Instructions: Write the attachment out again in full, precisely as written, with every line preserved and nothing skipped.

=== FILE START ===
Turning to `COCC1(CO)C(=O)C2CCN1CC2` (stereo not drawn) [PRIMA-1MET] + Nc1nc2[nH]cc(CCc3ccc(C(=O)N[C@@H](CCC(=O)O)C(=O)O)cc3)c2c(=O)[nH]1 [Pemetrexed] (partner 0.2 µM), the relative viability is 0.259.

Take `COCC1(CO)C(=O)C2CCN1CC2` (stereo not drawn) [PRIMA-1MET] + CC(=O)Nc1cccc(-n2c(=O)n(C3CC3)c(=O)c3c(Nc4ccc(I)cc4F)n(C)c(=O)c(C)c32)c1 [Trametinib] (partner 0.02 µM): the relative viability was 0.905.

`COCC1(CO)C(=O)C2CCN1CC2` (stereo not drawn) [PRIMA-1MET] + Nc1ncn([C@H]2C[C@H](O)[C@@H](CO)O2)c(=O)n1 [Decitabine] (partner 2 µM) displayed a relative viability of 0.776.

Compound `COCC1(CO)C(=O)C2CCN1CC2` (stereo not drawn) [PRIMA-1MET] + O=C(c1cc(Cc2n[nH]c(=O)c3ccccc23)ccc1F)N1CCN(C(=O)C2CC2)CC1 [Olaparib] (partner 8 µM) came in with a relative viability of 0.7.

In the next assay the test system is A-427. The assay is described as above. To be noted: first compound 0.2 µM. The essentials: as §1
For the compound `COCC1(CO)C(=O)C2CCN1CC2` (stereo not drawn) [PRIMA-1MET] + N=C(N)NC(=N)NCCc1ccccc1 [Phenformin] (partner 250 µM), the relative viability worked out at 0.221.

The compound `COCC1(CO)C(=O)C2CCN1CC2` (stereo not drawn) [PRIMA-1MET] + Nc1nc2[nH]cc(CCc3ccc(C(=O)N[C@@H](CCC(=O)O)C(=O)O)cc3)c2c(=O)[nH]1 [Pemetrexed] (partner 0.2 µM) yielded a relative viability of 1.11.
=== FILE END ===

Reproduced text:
Turning to `COCC1(CO)C(=O)C2CCN1CC2` (stereo not drawn) [PRIMA-1MET] + Nc1nc2[nH]cc(CCc3ccc(C(=O)N[C@@H](CCC(=O)O)C(=O)O)cc3)c2c(=O)[nH]1 [Pemetrexed] (partner 0.2 µM), the relative viability is 0.259.

Take `COCC1(CO)C(=O)C2CCN1CC2` (stereo not drawn) [PRIMA-1MET] + CC(=O)Nc1cccc(-n2c(=O)n(C3CC3)c(=O)c3c(Nc4ccc(I)cc4F)n(C)c(=O)c(C)c32)c1 [Trametinib] (partner 0.02 µM): the relative viability was 0.905.

`COCC1(CO)C(=O)C2CCN1CC2` (stereo not drawn) [PRIMA-1MET] + Nc1ncn([C@H]2C[C@H](O)[C@@H](CO)O2)c(=O)n1 [Decitabine] (partner 2 µM) displayed a relative viability of 0.776.

Compound `COCC1(CO)C(=O)C2CCN1CC2` (stereo not drawn) [PRIMA-1MET] + O=C(c1cc(Cc2n[nH]c(=O)c3ccccc23)ccc1F)N1CCN(C(=O)C2CC2)CC1 [Olaparib] (partner 8 µM) came in with a relative viability of 0.7.

In the next assay the test system is A-427. The assay is described as above. To be noted: first compound 0.2 µM. The essentials: as §1
For the compound `COCC1(CO)C(=O)C2CCN1CC2` (stereo not drawn) [PRIMA-1MET] + N=C(N)NC(=N)NCCc1ccccc1 [Phenformin] (partner 250 µM), the relative viability worked out at 0.221.

The compound `COCC1(CO)C(=O)C2CCN1CC2` (stereo not drawn) [PRIMA-1MET] + Nc1nc2[nH]cc(CCc3ccc(C(=O)N[C@@H](CCC(=O)O)C(=O)O)cc3)c2c(=O)[nH]1 [Pemetrexed] (partner 0.2 µM) yielded a relative viability of 1.11.